The volatility has been extreme and the back and forth action has been dizzying at times. But there have been a couple common denominators throughout this 7-8 week up-and-down roller coaster ride that allow us to improve our odds of trading success. And all the tools you need are right here at StockCharts.com. I rarely leave the site. Seriously, from a technical perspective, all the tools necessary to succeed are right in front of us.
Overnight, Gilead Sciences (GILD) reported very good news that its Remdesivir drug appears to be working to treat COVID-19 symptoms. In a Chicago area hospital, it was reported that patients with severe COVID-19 symptoms were seeing rapid recovery after being treated with the GILD drug. That is excellent news! But it's still too early and perhaps too small of a sample to grow overly optimistic. Nonetheless, stock futures are up substantially this morning and that's on top of what already has been a significant rally off the March 23rd bottom. Please keep one thing in mind and I've been saying this all along. We are in a secular bull market. You can pick your spots to try to short this market, but your timing better be right, you need to find the right stocks to short and, most importantly, be sure to keep stops in place.
Here are the two themes that have been carved into stone during this crisis:
Opening Gaps Are The Killers
More than 100% of the net decline since the February 19th top has been the opening gap. Argue with me if you'd like, but I blame the overhyped media for much of this. Yes, the virus is real. Yes, it is most definitely a very serious health crisis. I've never said otherwise. But the media has flashed the most terrifying headlines since COVID-19 cases began being reported in the U.S. I've seen this market decline compared to the Great Depression on many occasions. That is a fear-mongering tactic. The New Deal resulted from the Great Depression. We saw the Securities Act of 1933 and the Securities Exchange Act of 1934 enacted as a result of the Great Depression. Our markets at that time were largely unregulated so fraud and manipulation ran rampant. That led to ridiculous excesses, which also coincided with the end of an extended expansive economic cycle. It all came crashing down. The best comparison to the Great Depression that I could give would probably be the dot com bubble where companies that had no earnings were overhyped and investors were giving them all the money they wanted in return for empty promises, no earnings, and multiple stock splits. That group of dot com bubble stocks crashed similar to stocks in the late-1920s. But the bull market of 2020? There's absolutely no comparison whatsoever. We're still in the early phases of the breakout of the secular bear market that haunted us for 13 long years. Think about this for a second. The S&P 500 double topped near 1550-1560 in 2000 and 2007. At our panicked low in March, the S&P 500 fell back to 2191, only 40% or so above our 2000 market high. That's nuts. When we cleared that double top in 2013, it began what I believe will ultimately lead to two decades of better-than-average stock market performance. Yep, two decades. We'll have cyclical bear markets along the way, but in time, the COVID-19 cyclical bear market will be in our rear view mirror much the same as the 1987 crash was during the two decade secular bull market of the 1980s and 1990s.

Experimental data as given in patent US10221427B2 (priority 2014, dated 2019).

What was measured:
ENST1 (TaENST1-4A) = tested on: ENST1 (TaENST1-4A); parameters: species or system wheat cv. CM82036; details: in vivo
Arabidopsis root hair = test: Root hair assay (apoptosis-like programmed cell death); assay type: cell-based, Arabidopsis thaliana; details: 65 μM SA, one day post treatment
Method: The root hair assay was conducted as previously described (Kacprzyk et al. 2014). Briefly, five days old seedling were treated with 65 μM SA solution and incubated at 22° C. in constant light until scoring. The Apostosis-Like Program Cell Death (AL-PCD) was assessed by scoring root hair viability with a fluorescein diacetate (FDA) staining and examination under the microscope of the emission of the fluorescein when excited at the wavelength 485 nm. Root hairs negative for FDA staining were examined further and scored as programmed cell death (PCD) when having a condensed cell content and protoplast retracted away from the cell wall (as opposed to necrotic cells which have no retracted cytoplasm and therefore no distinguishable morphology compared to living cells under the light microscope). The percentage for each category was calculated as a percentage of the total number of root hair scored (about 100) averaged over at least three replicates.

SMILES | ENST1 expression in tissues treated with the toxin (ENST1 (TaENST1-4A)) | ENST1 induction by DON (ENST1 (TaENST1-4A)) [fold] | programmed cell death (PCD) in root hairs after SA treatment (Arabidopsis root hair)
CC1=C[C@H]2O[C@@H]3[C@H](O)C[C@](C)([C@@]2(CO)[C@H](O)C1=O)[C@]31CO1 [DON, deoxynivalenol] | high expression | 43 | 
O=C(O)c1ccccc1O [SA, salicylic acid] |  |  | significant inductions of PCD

So let's get back to my original point. During this crisis, the S&P 500 has gapped lower often, but think about this stat for a second. Since the February 19th close, the SPY has traded as follows:
This chart clearly screams two things. First, much of this hysteria and panic-induced selling occurred at the opening bell. From 9:30am EST to 4:00pm EST, it was if nothing was really happening. Does that look like mass distribution to you? It doesn't to me. Second, check out the accumulation/distribution line. That was the real eye-opener for me. That's when my CPA/analytical background in me decided to look much more closely at what was being accumulated and what was not. It was quite apparent and that leads me to my second point in this article.
Institutions Have Been Accumulating While Individuals Sell
Let me first say that institutions have also been sellers of areas like airlines, cruise lines, hotels, gambling, travel & tourism, etc. Those groups have shown confirming signals of mass distribution. But many areas have been aggressively bought and accumulated and that's where most analysts have gone wrong. Many stocks and industry groups have thrived during this pandemic if you're willing to do the research to find them. Go back to that SPY chart for a moment and check out that black-dotted vertical line at the end of February. That's where the game changed. We ended February with a heavy volume, hollow candle. Hollow candles form when we see a close above the open. It's also a potential sign of accumulation since theoretically it would require more buyers than sellers after the opening bell in order to see a close above the open. During the massive March decline that led to the March 23rd bottom, look at the rising accumulation/distribution ("AD") line (blue directional line) on the SPY. That's what got me started in developing a "Strong AD ChartList" and a "Weak AD ChartList". I wanted to separate those stocks being accumulated (bought) vs. those being distributed (sold). The results are nothing short of amazing. I want you to see how these two very different subset of stocks performed on Thursday, April 16th on a day when the S&P 500 gained a mere 0.58%.
CLICK HERE to see a stat summary of how these two distinct ChartLists performed and I believe it will help you to understand what's been taking place in the stock for the past 45 days.